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12 April 2022

Lybalvi (olanzapine and samidorphan) for the Treatment of Schizophrenia and Bipolar I Disorder

Lybalvi® is a prescription medicine indicated for the treatment of adults with schizophrenia and bipolar I disorder.
Lybalvi® is a combination of olanzapine, an atypical antipsychotic, and samidorphan, an opioid antagonist. Credit: Alkermes.
Lybalvi was approved by the US FDA in June 2021. Credit: Alkermes.
The drug is indicated for the treatment of adults with schizophrenia and bipolar I disorder. Credit: My Ocean Production / Shutterstock.

Lybalvi® (olanzapine and samidorphan) is an oral atypical antipsychotic drug indicated for the treatment of adults with schizophrenia and bipolar I disorder.

The drug is used as a maintenance monotherapy or for the acute treatment of manic or mixed episodes, either as a monotherapy or as an adjunctive therapy with lithium or valproate.

Developed by biopharmaceutical company Alkermes, Lybalvi is available as film-coated, bilayer tablets containing 10mg of samidorphan and 5mg, 10mg, 15mg or 20mg of olanzapine.

Regulatory approvals for Lybalvi

In November 2019, Alkermes submitted a new drug application (NDA) for Lybalvi (ALKS 3831) to the US Food and Drug Administration (FDA) for the treatment of schizophrenia and bipolar I disorder. The NDA was accepted for regulatory review in January 2020.

The company received a complete response letter (CRL) from the FDA in November 2020 related to the review of manufacturing records of Alkermes’ manufacturing facility in Wilmington, Ohio.

The FDA imposed certain conditions related to the tablet coating process at the facility. In response to the FDA’s CRL, Alkermes resubmitted its NDA for Lybalvi, which was accepted for review in December 2020.

The FDA approved Lybalvi for the treatment of schizophrenia and bipolar I disorder in June 2021. The drug has been commercially available by prescription in the US since October 2021.

Schizophrenia and bipolar I disorder causes and symptoms

Schizophrenia is a severe neurological condition characterised by symptoms such as hallucinations and delusions, disordered speech and thoughts, agitated or repetitive movements, as well as depression, suppressed emotions and social withdrawal.

The condition causes psychosis and is linked to various functional impairments affecting several aspects of a person’s personal, family, social, educational and occupational functioning. Schizophrenia is estimated to affect around 1.1% of the US population.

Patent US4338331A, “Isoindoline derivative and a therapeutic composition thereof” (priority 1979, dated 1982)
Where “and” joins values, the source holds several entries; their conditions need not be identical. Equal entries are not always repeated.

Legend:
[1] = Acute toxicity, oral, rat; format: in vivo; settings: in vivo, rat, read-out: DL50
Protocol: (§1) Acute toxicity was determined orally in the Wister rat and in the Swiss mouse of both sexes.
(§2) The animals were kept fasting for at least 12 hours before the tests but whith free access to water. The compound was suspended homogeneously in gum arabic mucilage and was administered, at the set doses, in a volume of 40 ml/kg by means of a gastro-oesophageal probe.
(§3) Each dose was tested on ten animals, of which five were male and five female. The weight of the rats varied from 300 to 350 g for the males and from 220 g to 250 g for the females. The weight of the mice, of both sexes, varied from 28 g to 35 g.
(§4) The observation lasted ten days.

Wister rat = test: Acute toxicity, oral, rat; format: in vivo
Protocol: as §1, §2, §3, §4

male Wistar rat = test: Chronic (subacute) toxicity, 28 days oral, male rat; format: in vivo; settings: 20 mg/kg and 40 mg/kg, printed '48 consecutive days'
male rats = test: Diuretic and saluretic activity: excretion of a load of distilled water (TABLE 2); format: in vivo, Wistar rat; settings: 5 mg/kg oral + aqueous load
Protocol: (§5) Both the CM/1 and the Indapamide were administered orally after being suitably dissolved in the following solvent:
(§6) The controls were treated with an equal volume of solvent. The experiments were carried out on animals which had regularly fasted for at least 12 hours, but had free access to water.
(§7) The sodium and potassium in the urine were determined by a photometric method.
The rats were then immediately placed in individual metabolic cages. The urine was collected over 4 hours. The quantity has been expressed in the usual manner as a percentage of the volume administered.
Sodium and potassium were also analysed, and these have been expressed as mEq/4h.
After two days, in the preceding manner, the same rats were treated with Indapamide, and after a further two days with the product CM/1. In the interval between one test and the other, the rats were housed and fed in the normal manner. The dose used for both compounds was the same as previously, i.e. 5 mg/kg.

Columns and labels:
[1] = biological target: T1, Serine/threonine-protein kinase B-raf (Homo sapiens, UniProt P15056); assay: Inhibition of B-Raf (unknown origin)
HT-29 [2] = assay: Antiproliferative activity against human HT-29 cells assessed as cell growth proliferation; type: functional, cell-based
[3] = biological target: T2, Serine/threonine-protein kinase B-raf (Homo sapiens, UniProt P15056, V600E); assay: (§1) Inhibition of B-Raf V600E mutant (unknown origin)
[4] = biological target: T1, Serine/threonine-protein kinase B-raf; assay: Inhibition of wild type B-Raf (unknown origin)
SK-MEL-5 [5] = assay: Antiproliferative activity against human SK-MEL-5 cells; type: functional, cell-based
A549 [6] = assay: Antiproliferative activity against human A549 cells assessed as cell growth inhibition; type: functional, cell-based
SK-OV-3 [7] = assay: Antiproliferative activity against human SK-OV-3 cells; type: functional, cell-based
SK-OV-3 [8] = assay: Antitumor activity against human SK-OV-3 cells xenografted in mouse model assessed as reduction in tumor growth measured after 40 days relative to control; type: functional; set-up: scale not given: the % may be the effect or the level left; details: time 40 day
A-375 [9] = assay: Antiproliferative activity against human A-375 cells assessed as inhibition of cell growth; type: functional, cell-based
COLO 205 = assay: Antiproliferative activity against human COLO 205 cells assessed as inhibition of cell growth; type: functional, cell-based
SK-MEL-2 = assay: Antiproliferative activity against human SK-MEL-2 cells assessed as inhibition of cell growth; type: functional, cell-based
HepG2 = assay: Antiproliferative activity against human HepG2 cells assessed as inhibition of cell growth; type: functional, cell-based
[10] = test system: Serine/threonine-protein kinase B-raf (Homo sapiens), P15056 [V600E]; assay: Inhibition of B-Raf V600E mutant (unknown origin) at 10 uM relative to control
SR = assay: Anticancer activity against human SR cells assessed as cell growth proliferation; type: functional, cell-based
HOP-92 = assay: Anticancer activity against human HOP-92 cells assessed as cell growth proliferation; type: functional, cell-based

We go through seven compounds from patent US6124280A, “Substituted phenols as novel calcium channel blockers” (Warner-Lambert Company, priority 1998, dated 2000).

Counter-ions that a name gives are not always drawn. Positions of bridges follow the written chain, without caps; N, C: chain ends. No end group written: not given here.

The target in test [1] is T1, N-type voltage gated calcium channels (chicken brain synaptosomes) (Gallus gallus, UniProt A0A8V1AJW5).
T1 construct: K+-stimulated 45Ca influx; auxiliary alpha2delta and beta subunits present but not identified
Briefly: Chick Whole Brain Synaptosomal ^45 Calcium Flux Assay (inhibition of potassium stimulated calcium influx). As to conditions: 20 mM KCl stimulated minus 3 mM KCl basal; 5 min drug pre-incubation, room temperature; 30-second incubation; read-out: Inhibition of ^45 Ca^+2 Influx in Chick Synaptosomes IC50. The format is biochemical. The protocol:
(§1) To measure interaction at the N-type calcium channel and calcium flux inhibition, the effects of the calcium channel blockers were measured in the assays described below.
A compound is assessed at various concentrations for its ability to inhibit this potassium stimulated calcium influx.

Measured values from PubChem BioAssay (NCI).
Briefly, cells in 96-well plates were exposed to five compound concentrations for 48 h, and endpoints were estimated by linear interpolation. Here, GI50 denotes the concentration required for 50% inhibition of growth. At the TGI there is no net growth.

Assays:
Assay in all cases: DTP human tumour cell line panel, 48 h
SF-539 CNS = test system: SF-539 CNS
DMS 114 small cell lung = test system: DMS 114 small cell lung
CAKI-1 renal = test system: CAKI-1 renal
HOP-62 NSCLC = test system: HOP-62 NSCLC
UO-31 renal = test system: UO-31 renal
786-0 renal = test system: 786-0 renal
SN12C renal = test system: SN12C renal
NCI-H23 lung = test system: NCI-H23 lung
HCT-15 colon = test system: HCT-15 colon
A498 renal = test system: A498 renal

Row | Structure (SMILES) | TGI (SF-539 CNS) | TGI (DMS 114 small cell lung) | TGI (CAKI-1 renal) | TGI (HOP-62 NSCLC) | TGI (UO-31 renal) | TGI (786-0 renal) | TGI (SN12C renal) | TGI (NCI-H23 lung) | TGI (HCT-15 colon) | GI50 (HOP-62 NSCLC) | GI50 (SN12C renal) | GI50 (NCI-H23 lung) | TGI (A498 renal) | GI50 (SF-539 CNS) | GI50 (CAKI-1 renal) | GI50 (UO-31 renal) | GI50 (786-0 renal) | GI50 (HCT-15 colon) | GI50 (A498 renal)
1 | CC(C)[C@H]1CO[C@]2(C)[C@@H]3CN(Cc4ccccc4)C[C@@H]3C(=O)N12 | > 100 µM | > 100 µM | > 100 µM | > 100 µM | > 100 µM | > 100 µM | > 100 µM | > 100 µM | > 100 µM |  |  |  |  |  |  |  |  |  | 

Bipolar disorder is a brain disease characterised by severe fluctuations in a person’s mood, energy and capacity to work.

Patients suffering from bipolar I disorder may experience severe mood swings, ranging from excessive highs (mania) to extreme lows (depression). The disease is associated with the occurrence of at least one manic episode, with or without a severe depressive episode, and affects around 1% of adults in the US each year.

Lybalvi’s mechanism of action

Lybalvi is a combination of olanzapine, an established atypical antipsychotic, and samidorphan, an opioid antagonist.

The mechanism of action of olanzapine is unknown, although its efficacy in the treatment of schizophrenia or bipolar I disorder may be mediated by a combination of dopamine and serotonin type 2 (5HT2) antagonism.

Samidorphan’s mechanism of action may be mediated through opioid receptor antagonism.

Clinical trials on Lybalvi

The FDA’s approval of Lybalvi was based on the results of the ENLIGHTEN clinical development programme, which consisted of the ENLIGHTEN-1 and ENLIGHTEN-2 studies in people living with schizophrenia or bipolar I disorder.

In the ENLIGHTEN-1 study, Lybalvi’s antipsychotic efficacy, safety and tolerability were assessed and compared to placebo for four weeks in 403 patients experiencing an acute exacerbation of schizophrenia.

The study met its primary endpoint, with Lybalvi achieving statistically significant decreases in positive and negative syndrome scale (PANSS) levels from baseline when compared to placebo. The study also included an olanzapine comparative arm, in which the drug showed comparable improvements from baseline PANSS scores against placebo.

In the ENLIGHTEN-2 study, Lybalvi’s weight gain profile was evaluated over the course of six months in 561 patients with stable schizophrenia.

The study achieved its co-primary outcomes of a lower mean percentage weight gain from baseline at six months compared with the olanzapine group, as well as a lower proportion of patients who gained 10% or more of their baseline body weight compared to placebo.

The ENLIGHTEN programme also included supporting studies that assessed the drug’s pharmacokinetic and metabolic properties and its long-term safety, in addition to pharmacokinetic bridging studies that compared the drug with Zyprexa® (olanzapine).

The most common adverse events reported in both the Lybalvi and olanzapine treatment groups were weight gain, somnolence, increased appetite, and dry mouth.

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